Death of a College

I hoped that the winding down of the 2019 season would provide the necessary freedom to pursue all my creative desires. When one’s ambitions encompass art, writing, education, and business, there’s a substantial demand for one’s physical, mental, and emotional energy. My garden work ended two weeks ago, and only one farmers market remains, yet I feel just as frenzied and chaotic as I did a month ago.

The announcement that Marlboro College would be “merging with” (to be understood as “acquired by”) Emerson College was nothing less than heartbreaking. With its enrollment dropping to 180 during my time as a student, the college’s struggle to survive was not new information. Yet up until this news broke a week and a half ago, I had assumed that, whatever merger happened, the beloved campus would remain as it were.

There were two reasons I chose Marlboro College. The first reason was because of its beautiful surroundings. The hundreds of acres of thriving, ecological community and rolling farmlands called to me long before I knew I wanted to study agriculture, botany, or ecology. It took just one visit to fall in love with this tiny, blessed hill. The second reason I chose Marlboro was because of its high expectations and self-driven education that ended with a Plan of Concentration (our version of an undergraduate thesis). No other school stood out to me. No other school seemed to promise such an in-depth education. Certainly, no other school was worth the money (to me).

I’ll admit – I struggled with depression quite a bit at Marlboro, felt emotionally isolated almost all of the time, and considered transferring nearly every semester. I always decided to stay, however, a decision I made largely based on that patch of Claytonia virginica who sprouted up every spring around that old oak tree at the corner of Town Trail. I stayed because of the fields of Anaphalis margaritacea, an oddball dioecious member of the Asteraceae and the first Latin name I learned as a freshman. I stayed because of that group of two goats and a sheep browsing in the woods who wouldn’t stop following me on a solo snow shoe adventure. The delightfully rare Cyprepedium acaule, the Hemlock Grove where I lived in a tent for 3 1/2 months, the scraggly and dwarfed apple tree growing in the woods just northeast of the pond on Ho Chi Minh trail – a remnant from when those woods were clear cut for grazing livestock. And, of course, I stayed for the incredible education. You cannot study ecology in a city, and though we ecology students are uniquely affected by this news, I’m sure most alums would agree that any field of study wouldn’t quite be the same anywhere else.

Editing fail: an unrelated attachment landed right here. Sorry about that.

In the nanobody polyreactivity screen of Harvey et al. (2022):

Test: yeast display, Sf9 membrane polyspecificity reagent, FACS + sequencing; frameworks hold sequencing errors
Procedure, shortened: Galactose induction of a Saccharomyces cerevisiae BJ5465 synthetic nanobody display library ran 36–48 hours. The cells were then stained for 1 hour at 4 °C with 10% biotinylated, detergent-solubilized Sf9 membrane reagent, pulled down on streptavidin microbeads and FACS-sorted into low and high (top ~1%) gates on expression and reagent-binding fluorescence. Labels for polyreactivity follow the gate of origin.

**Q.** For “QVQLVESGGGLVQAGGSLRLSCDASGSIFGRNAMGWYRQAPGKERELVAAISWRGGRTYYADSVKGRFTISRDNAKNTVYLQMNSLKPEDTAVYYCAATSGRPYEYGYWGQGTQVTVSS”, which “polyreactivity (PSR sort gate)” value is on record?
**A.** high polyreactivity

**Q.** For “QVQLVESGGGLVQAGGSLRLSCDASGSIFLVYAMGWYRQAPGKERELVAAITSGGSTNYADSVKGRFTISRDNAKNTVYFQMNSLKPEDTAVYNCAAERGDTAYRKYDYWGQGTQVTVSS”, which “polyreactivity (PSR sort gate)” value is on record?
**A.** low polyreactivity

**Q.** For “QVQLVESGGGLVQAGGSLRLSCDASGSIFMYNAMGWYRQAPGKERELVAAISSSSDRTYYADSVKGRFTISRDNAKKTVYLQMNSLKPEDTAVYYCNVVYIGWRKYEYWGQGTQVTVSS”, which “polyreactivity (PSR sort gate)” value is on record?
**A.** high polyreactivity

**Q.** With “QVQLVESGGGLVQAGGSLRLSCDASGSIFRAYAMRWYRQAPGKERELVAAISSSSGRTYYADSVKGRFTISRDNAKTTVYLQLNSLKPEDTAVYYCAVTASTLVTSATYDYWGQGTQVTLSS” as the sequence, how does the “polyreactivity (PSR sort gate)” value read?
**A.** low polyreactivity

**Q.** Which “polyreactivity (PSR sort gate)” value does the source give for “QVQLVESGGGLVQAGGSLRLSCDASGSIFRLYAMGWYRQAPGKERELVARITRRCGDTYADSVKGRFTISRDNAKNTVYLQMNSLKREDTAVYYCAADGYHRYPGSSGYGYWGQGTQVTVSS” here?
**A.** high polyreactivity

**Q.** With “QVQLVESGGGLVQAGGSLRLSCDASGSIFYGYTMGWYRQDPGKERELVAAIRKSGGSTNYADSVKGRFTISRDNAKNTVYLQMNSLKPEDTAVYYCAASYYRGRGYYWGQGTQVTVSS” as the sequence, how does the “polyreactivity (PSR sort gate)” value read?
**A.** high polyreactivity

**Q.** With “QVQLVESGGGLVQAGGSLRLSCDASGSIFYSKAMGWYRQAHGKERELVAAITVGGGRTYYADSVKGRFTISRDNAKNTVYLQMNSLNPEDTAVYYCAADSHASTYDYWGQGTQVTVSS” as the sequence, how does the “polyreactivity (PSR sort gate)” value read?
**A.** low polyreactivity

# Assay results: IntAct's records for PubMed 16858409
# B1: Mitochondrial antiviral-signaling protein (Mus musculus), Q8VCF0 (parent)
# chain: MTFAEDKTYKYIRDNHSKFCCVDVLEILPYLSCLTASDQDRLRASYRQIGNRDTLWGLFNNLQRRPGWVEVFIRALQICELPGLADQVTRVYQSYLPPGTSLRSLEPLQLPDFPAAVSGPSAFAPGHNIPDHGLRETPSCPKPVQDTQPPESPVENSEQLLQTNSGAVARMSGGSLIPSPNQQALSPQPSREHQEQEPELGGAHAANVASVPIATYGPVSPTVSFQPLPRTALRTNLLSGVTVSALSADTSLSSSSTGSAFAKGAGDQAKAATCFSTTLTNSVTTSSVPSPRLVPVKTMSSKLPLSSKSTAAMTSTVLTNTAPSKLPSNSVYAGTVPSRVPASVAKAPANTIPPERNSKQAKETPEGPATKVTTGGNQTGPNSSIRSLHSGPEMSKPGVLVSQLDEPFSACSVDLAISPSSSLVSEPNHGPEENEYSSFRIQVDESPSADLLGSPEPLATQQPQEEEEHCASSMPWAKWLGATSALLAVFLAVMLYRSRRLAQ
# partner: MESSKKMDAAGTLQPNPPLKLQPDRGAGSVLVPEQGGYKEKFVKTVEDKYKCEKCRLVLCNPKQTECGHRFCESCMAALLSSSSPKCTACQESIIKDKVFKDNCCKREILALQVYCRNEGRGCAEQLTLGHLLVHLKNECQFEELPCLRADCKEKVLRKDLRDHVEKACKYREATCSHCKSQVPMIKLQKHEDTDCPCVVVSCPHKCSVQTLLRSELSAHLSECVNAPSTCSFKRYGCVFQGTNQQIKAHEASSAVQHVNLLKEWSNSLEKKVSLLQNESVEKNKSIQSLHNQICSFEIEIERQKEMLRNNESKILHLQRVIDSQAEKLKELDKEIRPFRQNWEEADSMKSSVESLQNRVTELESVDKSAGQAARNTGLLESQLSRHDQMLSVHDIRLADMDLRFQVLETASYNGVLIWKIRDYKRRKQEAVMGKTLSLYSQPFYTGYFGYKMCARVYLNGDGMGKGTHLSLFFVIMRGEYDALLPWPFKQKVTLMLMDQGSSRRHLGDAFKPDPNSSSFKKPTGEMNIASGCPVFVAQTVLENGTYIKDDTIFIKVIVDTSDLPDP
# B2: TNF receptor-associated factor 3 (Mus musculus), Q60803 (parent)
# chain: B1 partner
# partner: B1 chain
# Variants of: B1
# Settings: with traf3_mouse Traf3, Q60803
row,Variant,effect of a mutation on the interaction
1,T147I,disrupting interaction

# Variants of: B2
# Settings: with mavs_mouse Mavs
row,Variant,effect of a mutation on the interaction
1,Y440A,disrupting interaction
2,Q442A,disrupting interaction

As I continue to work through the grief of losing such an incredible school (and still cling to the hope that some mysterious donor will gift $20 million to the endowment), I feel particularly fervent about going to graduate school. More importantly, I am so grateful to be part of what will now be one of the last few graduating classes from Marlboro College (’16).

It was my intention to start writing again when the growing season ended. Though there are many things to write about, I think I’ll begin with a condensed, less-sciency regurgitation of my undergraduate thesis over the next couple of months.

Get Nerdy & Stay tuned 😉